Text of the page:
Nuclear Science Symposium Conference Record (NSS/MIC), 2010 IEEE; 12/2010
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    ABSTRACT: Radiation detector systems for homeland security applications have been usually equipped with <sup>3</sup>He tubes to detect the distinguished neutron signature of Special Nuclear Materials (SNMs). The serious shortage of <sup>3</sup>He gas, however, recently initiated substantial efforts to develop alternative neutron detectors, particularly for large-area Radiation Portal Monitors (RPMs). Most activities are currently directed to detectors comprising <sup>6</sup>Li or <sup>10</sup>B - beyond doubt with remarkable success. Nevertheless, their broad deployment poses an economic challenge. Our contribution presents a different technique - the detection of neutron capture gammas. In contrast to other attempts we do not focus on characteristic gammas or conversion electrons in the low-energy range, or on the detection of single high-energy capture gammas. Rather we propose to measure the sum energy of multiple gammas released after neutron capture reactions in a semi-calorimetric approach. This method allows simultaneous measurements of neutron and gamma radiation with a single detector (even including spectroscopic information for nuclide identification). A first prototype of such a Neutron Capture Detector (NCD) was developed based on proven standard detector materials and technologies. It consists of thin Cadmium sheets surrounded by four BGO scintillation crystals. The detector response was studied in measurements with cold neutrons extracted at the BER II reactor, and with fission neutrons from <sup>252</sup>Cf. The NCD performance is discussed in comparison with those of a <sup>3</sup>He tube. Simulation calculations have been performed to estimate the detection efficiency as a function of the detector size. A complete database to model the multiple-gamma emission from excited <sup>114</sup>Cd nuclei was composed by a semi-empirical approach which combines the gamma energies and yields of well resolved transitions with information from integral measurements. The - - simulation results are validated experimentally and allow optimizing more complex NCD systems for RPM applications.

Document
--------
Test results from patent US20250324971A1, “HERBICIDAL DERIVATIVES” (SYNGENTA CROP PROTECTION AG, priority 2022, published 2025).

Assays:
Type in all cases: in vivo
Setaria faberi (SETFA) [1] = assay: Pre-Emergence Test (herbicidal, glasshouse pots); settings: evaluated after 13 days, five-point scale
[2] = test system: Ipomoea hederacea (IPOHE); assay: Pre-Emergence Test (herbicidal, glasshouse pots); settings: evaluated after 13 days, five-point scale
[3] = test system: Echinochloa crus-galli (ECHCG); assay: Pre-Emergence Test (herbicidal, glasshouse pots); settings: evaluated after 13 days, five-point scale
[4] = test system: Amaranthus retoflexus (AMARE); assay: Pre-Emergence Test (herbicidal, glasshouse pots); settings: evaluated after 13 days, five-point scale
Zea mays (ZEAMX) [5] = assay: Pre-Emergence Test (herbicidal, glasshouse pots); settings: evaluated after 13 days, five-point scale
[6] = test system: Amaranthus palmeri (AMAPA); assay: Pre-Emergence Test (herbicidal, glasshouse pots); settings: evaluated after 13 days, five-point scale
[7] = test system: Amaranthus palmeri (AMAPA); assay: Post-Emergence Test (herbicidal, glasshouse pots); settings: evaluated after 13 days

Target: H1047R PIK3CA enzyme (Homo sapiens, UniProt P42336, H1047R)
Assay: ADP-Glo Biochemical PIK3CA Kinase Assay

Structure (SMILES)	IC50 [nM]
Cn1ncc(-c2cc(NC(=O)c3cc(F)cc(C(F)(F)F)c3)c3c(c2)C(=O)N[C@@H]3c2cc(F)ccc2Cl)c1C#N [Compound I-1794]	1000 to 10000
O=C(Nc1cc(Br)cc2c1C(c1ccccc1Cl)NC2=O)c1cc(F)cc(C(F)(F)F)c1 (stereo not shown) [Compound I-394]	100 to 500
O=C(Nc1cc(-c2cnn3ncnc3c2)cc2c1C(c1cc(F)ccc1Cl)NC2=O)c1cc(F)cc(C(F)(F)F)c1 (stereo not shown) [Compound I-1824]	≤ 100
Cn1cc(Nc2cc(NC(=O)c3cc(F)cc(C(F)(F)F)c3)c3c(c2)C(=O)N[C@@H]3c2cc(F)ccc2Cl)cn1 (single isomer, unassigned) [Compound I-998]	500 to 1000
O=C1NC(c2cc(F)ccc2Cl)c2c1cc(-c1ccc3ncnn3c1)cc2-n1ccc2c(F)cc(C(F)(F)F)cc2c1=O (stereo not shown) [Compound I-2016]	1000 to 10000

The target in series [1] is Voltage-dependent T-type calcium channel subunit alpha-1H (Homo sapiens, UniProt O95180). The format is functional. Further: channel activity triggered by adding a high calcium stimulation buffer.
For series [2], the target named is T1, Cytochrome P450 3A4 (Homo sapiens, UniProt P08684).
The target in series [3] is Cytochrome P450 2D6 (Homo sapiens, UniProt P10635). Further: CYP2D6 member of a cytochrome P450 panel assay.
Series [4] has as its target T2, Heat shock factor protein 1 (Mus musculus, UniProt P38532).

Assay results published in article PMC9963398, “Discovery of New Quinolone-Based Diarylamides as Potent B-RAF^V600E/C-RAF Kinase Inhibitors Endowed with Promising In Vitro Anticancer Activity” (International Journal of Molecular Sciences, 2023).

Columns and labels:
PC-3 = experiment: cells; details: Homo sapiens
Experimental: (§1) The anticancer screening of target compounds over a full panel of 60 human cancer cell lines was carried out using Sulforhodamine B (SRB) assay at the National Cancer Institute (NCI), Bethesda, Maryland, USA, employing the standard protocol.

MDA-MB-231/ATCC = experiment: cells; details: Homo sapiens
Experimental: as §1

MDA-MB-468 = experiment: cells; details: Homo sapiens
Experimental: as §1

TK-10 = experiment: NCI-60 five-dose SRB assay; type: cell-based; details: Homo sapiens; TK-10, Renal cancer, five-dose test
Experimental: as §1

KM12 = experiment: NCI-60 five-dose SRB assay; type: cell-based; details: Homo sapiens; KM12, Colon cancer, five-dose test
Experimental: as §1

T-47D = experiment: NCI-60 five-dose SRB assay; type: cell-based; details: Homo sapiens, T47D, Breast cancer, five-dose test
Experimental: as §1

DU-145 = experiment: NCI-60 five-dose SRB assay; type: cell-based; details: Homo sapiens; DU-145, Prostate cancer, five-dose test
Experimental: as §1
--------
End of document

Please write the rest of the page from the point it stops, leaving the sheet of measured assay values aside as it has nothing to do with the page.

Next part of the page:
Nuclear Science Symposium Conference Record (NSS/MIC), 2010 IEEE; 12/2010
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    ABSTRACT: A complete simulation framework that combines Monte Carlo simulation with the digital-signal-processing algorithms developed in-house is presented for designing and optimizing scintillation detector systems. The framework covers basic components of a practical scintillation detector system and includes all relevant physical processes. With the complete simulation individual physical factors that can affect the performance of a detector system, such as detector geometry, surface finishing, decay time and scintillation yield of scintillator as well as responses of photodetector and front-end electronics, can be taken into account. As a demonstration of the simulation framework, the light collections of plastic (EJ200), NaI(Tl) and BGO scintillators with different surface types have been simulated as a function of the reflectivity of a diffuse reflector. Optical simulations were further performed to investigate the homogeneity of light transportation and detection in plastic scintillators with different surface finishing properties and coupled to one or two PMT(s). Finally, detector signals simulated for a NaI(Tl) detector have been compared with measured mean pulses. The simulated signal can be further digitized and used as input of digital signal processing.
    Nuclear Science Symposium Conference Record (NSS/MIC), 2010 IEEE; 12/2010